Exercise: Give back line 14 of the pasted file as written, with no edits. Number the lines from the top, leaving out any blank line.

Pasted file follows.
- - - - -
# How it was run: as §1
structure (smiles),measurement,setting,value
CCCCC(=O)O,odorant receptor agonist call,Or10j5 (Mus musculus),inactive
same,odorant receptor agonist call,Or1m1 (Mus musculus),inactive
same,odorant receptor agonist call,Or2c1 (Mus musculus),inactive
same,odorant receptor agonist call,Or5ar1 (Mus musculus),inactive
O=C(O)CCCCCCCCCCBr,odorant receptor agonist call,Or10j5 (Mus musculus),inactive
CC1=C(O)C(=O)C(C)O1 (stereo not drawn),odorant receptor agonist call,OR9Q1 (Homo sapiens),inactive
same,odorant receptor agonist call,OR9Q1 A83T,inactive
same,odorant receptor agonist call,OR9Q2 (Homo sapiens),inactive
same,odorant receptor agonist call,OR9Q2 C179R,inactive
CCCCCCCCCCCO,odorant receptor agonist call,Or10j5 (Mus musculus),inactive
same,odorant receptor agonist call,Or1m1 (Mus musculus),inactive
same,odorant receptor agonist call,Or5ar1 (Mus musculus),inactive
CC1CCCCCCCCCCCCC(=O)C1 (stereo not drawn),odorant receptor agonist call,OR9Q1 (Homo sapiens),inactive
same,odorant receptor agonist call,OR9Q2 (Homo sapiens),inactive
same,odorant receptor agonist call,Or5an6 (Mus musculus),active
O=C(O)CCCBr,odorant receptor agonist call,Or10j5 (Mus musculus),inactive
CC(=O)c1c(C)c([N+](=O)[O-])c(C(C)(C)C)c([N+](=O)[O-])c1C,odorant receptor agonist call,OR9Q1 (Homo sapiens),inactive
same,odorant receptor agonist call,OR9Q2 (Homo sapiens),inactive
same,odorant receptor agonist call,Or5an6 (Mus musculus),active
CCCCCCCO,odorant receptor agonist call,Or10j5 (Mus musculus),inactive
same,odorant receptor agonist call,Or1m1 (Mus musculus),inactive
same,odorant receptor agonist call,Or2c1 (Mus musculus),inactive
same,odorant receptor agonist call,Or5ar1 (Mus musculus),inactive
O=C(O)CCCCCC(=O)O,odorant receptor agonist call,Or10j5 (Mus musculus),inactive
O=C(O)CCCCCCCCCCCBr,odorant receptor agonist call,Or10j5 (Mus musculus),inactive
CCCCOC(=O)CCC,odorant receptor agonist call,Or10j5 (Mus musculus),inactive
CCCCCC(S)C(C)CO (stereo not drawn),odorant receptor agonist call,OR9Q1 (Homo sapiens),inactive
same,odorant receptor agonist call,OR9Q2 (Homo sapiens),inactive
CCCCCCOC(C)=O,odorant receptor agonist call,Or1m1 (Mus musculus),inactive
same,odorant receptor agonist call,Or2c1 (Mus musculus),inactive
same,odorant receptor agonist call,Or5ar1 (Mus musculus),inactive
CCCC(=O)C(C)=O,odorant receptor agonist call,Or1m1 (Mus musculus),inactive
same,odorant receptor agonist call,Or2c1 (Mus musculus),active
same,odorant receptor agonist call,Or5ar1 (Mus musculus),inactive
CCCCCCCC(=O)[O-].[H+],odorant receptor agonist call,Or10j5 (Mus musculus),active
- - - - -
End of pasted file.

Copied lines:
same,odorant receptor agonist call,Or5ar1 (Mus musculus),inactive